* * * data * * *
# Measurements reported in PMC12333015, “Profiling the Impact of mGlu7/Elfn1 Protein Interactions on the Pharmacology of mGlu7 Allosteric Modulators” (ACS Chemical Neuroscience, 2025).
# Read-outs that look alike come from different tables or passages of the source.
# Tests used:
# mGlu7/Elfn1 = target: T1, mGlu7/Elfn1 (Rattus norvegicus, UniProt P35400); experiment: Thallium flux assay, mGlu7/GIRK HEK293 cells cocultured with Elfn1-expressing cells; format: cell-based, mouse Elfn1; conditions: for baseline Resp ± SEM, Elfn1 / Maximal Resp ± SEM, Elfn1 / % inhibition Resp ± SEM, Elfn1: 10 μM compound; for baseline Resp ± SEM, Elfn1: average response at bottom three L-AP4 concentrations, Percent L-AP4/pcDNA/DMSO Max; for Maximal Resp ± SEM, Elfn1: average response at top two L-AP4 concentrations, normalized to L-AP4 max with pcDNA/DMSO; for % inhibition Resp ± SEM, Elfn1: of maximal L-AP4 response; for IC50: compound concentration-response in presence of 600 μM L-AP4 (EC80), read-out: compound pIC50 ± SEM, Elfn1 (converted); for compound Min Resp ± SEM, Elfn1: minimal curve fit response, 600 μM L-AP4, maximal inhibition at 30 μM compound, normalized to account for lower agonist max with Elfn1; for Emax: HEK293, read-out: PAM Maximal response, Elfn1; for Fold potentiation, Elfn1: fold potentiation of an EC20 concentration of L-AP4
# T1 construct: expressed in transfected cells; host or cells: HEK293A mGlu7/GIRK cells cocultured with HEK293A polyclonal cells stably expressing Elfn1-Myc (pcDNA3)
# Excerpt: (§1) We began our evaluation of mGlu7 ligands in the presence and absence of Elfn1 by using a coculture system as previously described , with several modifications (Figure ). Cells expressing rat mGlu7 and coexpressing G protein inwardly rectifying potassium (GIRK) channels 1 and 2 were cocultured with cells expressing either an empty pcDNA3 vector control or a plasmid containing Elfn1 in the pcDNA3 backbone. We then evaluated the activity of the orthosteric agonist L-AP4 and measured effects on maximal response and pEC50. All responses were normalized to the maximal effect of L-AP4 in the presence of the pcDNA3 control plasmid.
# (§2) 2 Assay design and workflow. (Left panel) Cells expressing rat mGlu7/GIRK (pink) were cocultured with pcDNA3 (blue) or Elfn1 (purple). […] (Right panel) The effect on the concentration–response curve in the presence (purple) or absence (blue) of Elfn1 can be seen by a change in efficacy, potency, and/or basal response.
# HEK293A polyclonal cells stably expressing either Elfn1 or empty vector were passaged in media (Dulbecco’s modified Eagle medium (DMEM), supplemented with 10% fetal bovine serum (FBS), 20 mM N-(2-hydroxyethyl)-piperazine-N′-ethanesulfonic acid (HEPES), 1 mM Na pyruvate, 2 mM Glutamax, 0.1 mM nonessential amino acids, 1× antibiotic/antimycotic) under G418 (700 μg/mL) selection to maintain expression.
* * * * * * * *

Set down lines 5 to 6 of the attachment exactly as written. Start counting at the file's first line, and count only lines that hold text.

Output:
# T1 construct: expressed in transfected cells; host or cells: HEK293A mGlu7/GIRK cells cocultured with HEK293A polyclonal cells stably expressing Elfn1-Myc (pcDNA3)
# Excerpt: (§1) We began our evaluation of mGlu7 ligands in the presence and absence of Elfn1 by using a coculture system as previously described , with several modifications (Figure ). Cells expressing rat mGlu7 and coexpressing G protein inwardly rectifying potassium (GIRK) channels 1 and 2 were cocultured with cells expressing either an empty pcDNA3 vector control or a plasmid containing Elfn1 in the pcDNA3 backbone. We then evaluated the activity of the orthosteric agonist L-AP4 and measured effects on maximal response and pEC50. All responses were normalized to the maximal effect of L-AP4 in the presence of the pcDNA3 control plasmid.